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Carrion Poem

1. The cop went through her desk drawers, discovering yellow pills and white pills,
plastic roses, strings of imitation pearls. 2. She paced on the porch, listening to the puppy
bark next door. 3. Angels probe our faces with meaty fingers, brushed our shoulders with
meaty wings. 4. The Volkswagen circled the abandoned mall. 5. Midway through the
film, she swallowed the violet tablet, her mouth enormous in the dark. 6. Crisp leaves
clung to their limbs as the vultures lifted, carrying them. 7. The cop pressed his head
between his mistress’s legs behind the dance club. 8. He barked at them from the porch.
9. A leafy Wisconsin retreat. 10. The angels shave us, our eyes blank as quartz, our
muscles like unzipped satchels. 11. The truck circled the vacant park. 12. The closing
credits were in a forthcoming language. 13. Vultures, Astroturf, and watermelon pulp. 14.
She paced on the roof of the car, eyeing the sky. 15. The Volkswagen plowed through
the store window like a prized wing. 16. She blamed it on the antiphonal barking, among
other things. 17. The cop kicked the old man in the bathroom stall inside the dance club.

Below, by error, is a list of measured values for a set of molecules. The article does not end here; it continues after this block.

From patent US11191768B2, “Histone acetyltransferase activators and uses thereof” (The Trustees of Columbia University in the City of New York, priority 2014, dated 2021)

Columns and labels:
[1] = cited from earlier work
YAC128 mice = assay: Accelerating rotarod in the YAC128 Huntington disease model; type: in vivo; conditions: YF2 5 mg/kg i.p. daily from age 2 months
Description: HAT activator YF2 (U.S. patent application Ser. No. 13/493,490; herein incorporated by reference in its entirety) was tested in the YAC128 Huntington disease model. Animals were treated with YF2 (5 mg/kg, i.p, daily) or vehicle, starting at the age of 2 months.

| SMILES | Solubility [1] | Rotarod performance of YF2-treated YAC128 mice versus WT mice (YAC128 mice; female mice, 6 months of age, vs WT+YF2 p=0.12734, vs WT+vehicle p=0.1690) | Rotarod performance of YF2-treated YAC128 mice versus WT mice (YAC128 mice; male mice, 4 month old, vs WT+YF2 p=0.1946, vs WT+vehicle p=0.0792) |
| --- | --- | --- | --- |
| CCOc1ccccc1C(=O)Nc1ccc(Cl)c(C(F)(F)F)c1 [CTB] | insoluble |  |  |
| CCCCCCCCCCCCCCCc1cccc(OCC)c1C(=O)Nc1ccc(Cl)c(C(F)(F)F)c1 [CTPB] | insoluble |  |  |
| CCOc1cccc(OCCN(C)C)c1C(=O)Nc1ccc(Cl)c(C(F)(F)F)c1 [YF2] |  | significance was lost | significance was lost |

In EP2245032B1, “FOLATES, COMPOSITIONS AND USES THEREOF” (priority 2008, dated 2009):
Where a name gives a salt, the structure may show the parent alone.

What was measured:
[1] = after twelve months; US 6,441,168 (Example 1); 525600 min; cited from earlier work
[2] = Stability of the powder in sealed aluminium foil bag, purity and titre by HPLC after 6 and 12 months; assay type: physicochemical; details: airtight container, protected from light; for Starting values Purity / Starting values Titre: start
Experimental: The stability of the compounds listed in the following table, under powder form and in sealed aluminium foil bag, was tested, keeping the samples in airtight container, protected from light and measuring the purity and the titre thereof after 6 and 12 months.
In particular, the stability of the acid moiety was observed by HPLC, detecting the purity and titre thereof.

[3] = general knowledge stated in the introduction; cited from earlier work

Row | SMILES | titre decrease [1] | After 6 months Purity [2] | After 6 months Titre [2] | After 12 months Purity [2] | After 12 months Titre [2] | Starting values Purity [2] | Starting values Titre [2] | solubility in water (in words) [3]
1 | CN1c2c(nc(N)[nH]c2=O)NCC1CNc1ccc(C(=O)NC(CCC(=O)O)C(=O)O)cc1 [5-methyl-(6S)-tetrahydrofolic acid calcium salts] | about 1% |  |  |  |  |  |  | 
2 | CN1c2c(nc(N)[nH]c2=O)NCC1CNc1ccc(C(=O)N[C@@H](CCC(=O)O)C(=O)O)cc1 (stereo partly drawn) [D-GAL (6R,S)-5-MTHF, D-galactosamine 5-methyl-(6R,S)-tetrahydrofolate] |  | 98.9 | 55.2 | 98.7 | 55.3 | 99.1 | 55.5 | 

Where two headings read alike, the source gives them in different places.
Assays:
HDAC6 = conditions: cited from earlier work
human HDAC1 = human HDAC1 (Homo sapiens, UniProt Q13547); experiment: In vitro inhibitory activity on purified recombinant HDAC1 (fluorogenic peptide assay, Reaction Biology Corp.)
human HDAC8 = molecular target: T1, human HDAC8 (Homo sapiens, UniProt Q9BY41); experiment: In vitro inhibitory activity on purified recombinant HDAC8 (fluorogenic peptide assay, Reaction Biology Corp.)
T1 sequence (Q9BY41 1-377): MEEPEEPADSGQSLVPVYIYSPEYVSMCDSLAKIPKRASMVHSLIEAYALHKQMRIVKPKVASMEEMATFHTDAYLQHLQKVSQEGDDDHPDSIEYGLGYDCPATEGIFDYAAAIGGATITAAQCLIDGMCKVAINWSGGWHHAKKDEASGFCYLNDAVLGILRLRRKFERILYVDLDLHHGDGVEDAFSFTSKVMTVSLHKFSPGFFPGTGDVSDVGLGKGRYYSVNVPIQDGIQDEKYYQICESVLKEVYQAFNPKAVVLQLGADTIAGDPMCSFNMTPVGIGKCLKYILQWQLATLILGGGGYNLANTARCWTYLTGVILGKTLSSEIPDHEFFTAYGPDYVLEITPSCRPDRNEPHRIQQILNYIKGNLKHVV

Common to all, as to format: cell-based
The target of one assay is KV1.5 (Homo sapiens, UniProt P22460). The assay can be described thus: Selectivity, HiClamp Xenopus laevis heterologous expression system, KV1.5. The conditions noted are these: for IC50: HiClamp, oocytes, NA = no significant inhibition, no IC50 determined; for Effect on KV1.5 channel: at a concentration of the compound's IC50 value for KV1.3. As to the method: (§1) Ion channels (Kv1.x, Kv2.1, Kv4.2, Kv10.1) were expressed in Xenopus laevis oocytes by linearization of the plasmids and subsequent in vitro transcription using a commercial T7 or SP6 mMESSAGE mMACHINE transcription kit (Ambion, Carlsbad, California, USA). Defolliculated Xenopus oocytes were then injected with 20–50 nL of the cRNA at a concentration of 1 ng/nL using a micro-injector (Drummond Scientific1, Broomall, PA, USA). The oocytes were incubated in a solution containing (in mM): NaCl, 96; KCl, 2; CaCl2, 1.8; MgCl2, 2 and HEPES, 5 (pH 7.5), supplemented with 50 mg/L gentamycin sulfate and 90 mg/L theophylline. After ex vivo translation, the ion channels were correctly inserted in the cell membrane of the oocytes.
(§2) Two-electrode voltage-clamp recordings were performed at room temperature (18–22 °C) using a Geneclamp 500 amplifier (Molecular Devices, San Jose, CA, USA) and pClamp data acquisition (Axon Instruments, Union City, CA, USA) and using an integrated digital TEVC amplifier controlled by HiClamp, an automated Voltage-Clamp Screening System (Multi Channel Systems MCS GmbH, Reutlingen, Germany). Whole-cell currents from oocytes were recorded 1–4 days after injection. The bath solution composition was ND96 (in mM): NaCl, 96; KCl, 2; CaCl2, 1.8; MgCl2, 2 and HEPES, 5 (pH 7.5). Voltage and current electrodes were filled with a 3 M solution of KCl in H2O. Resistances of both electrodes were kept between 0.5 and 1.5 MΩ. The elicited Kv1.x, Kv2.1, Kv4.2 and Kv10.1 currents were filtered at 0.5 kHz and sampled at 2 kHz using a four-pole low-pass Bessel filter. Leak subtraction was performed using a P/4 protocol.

18. Angels decorated their hair with weeds and daisies. 19. Carrion, plane shadow, and
plateau. 20. She. 21. The cops.

Lyric Poem

1. Some poems end with cats clawing through rosebushes, fluttering wings in their
mouths. 2. I drank the sangria in the beer garden, sirens howling down the street. 3. The
photos the detective showed her were fuzzy, hard with watery light. 4. Some poems start
with a man pulling himself down the street, an arrow in his thigh. 5. Papery seagulls
glided in her soul, over pebbled beaches. 6. The detective took her to the tree where the
noose continued to sway. 7. She recited the poem in my bad ear. 8. Men chased each
other around the indoor pool, whooping. 9. I was the only one in the stadium, among
the upper bleachers. 10. He paid her to watch him as he dressed for his father’s funeral.
11. We would later call it “the sangria party.” 12. They jogged through the suburban
mansion, wearing only their white driving gloves. 13. Cats, plush carpets, and seagull
feathers. 14. The detectives wore straw hats to the picnic. 14. Snakes, in pails of milk. 15.
Roach blood on window shades. 16. Various illegible pleasures. 17. I drank coffee near
the pinball machines, watching street dogs battle in the garden. 18. Expansion, dilation,
extraction. 19. She swam out, to where all she could hear were planes. 20. Paper lanterns
lit the crash site. 21. Buzzing stadium lights.

James Pate currently teaches in Shepherdstown, West Virginia. His work has appeared in Action Yes, La Petite Zine, storySouth, Cream City Review, Black Warrior Review, Berkeley Fiction Review, and Blue Mesa Review, among other places. The Fassbinder Diaries, his collection of prose poetry, was recently published by Civil Coping Mechanisms.